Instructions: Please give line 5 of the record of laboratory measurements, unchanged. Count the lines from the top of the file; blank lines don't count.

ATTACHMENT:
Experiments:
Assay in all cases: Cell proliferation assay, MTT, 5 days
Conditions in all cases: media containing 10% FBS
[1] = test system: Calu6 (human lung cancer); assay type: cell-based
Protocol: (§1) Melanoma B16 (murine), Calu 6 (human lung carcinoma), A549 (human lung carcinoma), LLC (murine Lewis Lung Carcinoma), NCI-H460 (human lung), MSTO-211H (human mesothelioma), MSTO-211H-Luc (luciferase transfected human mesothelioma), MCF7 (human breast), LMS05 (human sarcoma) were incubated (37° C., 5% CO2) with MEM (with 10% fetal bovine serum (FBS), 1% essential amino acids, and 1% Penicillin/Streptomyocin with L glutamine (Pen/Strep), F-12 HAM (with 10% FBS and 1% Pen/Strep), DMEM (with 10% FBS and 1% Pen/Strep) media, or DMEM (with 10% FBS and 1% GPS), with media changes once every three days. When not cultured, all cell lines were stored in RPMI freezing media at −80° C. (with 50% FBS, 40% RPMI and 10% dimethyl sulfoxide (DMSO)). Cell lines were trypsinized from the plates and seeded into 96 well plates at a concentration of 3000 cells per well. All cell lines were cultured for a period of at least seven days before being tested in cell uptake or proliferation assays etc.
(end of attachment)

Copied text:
Protocol: (§1) Melanoma B16 (murine), Calu 6 (human lung carcinoma), A549 (human lung carcinoma), LLC (murine Lewis Lung Carcinoma), NCI-H460 (human lung), MSTO-211H (human mesothelioma), MSTO-211H-Luc (luciferase transfected human mesothelioma), MCF7 (human breast), LMS05 (human sarcoma) were incubated (37° C., 5% CO2) with MEM (with 10% fetal bovine serum (FBS), 1% essential amino acids, and 1% Penicillin/Streptomyocin with L glutamine (Pen/Strep), F-12 HAM (with 10% FBS and 1% Pen/Strep), DMEM (with 10% FBS and 1% Pen/Strep) media, or DMEM (with 10% FBS and 1% GPS), with media changes once every three days. When not cultured, all cell lines were stored in RPMI freezing media at −80° C. (with 50% FBS, 40% RPMI and 10% dimethyl sulfoxide (DMSO)). Cell lines were trypsinized from the plates and seeded into 96 well plates at a concentration of 3000 cells per well. All cell lines were cultured for a period of at least seven days before being tested in cell uptake or proliferation assays etc.